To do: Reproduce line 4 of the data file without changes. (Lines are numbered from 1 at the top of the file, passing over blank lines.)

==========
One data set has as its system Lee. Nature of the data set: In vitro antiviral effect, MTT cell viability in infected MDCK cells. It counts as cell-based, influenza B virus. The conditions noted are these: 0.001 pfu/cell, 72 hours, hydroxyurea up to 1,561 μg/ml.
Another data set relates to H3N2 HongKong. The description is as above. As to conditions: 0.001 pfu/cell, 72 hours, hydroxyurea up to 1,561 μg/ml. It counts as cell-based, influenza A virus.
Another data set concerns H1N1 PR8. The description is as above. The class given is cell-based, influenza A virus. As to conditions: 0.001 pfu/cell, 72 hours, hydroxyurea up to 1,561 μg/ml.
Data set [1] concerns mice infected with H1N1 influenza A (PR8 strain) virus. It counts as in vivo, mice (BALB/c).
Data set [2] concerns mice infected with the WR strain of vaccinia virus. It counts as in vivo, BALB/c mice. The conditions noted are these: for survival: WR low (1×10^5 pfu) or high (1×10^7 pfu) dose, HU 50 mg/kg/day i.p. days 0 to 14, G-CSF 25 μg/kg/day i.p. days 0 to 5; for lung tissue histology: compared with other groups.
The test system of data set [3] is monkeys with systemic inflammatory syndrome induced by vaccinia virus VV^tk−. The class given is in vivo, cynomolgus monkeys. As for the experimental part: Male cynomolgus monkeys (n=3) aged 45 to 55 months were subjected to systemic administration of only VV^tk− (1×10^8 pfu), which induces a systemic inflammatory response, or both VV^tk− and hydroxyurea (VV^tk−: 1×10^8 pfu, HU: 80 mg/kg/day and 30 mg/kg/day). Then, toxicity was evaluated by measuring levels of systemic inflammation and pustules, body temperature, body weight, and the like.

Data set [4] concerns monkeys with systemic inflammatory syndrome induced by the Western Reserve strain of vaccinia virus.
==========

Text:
Data set [1] concerns mice infected with H1N1 influenza A (PR8 strain) virus. It counts as in vivo, mice (BALB/c).